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EU’s Gig Worker Legislation Moves Closer to Vote After Compromises

The European Union (EU) is reportedly inching closer to passing legislation on the social and labor rights of millions of gig workers within online platforms.

The journey to this point has not been without its compromises and controversies, Reuters reported Monday (Feb. 11).

Initially proposed by the European Commission in 2021, the draft rules are intended to extend greater protection to an estimated 28 million gig workers across the EU — a figure projected to swell to 43 million in the upcoming year, according to the report.

The essence of these rules aim at charting a clearer demarcation of employment status, thereby ensuring gig workers receive benefits akin to those in traditional employment, the report said.

Negotiations have seen a dilution of the draft rules’ initial ambitions, per the report. A political agreement reached in February between EU lawmakers and Belgium, which currently holds the rotating EU presidency, showcased a significant watering down of the Commission’s proposal.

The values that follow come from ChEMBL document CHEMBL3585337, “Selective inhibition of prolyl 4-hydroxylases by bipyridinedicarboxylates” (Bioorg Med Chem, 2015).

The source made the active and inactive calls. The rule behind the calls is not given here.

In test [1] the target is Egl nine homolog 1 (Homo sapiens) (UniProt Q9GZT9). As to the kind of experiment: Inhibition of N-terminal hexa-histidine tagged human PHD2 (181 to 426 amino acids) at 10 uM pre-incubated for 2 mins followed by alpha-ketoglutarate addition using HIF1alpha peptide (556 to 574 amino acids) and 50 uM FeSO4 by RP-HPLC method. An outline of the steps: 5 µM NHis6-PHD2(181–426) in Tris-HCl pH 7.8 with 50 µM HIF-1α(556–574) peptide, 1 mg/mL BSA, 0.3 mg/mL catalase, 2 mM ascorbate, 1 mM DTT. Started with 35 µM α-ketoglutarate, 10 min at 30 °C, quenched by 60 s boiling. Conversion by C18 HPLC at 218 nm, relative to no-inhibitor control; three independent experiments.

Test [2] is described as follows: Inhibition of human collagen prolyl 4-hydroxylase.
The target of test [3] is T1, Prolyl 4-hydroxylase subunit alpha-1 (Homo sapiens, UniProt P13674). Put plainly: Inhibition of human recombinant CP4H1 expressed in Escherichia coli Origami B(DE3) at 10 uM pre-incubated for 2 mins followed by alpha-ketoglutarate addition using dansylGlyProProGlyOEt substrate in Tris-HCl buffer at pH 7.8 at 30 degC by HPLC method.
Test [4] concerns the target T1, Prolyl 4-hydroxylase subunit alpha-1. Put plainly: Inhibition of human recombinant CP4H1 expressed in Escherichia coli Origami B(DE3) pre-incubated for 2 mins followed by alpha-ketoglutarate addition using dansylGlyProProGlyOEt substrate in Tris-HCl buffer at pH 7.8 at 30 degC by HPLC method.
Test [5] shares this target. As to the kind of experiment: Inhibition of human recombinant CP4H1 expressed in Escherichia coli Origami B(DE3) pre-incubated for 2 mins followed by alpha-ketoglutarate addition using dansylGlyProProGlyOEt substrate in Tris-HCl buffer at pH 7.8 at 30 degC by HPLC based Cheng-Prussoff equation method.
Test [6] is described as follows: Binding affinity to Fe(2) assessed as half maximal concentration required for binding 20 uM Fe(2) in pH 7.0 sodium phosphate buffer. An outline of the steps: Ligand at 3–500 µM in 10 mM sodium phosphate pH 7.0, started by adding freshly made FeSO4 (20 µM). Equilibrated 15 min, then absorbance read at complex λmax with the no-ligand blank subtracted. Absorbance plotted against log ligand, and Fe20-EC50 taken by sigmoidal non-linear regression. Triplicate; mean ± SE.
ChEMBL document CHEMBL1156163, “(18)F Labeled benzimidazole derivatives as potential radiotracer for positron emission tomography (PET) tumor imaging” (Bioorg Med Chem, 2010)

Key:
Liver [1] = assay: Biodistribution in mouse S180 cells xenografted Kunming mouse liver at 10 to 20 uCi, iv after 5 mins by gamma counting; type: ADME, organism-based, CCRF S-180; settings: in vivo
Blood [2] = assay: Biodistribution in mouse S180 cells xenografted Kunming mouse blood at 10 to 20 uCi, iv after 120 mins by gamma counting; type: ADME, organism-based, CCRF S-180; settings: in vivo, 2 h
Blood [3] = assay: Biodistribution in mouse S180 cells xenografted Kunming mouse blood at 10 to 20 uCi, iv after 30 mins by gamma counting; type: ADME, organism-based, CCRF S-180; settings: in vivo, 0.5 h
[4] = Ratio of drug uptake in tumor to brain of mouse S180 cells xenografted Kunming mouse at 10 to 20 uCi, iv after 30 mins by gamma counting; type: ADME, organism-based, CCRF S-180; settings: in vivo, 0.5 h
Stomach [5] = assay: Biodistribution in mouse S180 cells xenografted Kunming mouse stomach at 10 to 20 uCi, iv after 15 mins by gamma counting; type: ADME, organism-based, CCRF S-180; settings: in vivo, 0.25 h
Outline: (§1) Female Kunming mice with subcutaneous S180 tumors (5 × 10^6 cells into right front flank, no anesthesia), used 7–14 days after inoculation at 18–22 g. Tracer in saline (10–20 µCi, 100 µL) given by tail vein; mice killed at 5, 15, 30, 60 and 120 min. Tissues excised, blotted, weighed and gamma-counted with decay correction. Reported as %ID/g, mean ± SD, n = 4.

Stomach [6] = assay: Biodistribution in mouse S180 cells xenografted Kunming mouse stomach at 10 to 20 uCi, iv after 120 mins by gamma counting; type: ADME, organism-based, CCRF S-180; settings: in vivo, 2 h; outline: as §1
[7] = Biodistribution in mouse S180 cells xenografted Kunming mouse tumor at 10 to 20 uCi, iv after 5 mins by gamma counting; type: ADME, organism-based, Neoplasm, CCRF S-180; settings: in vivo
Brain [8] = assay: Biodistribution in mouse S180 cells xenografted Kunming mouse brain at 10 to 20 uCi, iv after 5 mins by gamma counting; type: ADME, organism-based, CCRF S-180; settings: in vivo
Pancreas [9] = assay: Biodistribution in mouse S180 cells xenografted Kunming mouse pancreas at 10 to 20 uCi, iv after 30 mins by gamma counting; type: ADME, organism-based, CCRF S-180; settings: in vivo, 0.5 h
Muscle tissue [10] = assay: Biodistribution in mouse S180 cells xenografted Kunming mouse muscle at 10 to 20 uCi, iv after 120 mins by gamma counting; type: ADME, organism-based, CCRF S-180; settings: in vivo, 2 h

The contentious decision to remove a set of criteria designed by the Commission to ascertain an online company’s role as an employer means that national laws, collective agreements and case law will continue to helm the determination of employment status, rather than the EC’s proposed criteria, according to the report.

This move effectively maintains the current landscape, with the onus on companies to demonstrate that their gig workers are not employees, the report said.

A notable inclusion in the draft rules, however, is the prohibition of automated monitoring or decision-making systems for processing sensitive personal data, such as biometric data, of individuals performing platform work, per the report.

Belgium lauded the endorsement of the Platform Work Directive, viewing it as a step forward in improving the rights and conditions of over 28.5 million Europeans engaged in the platform work economy, according to the report.

Uber said in the report that the status quo remains largely unchanged, with the ball now in the court of individual EU countries to cement national laws that protect platform workers while preserving their independence, per the report.

The European Parliament is set to vote on the agreement in April, the report said.

It was reported in February that four EU member states — Germany, France, Greece and Estonia — had halted progress on the legislation regarding gig workers.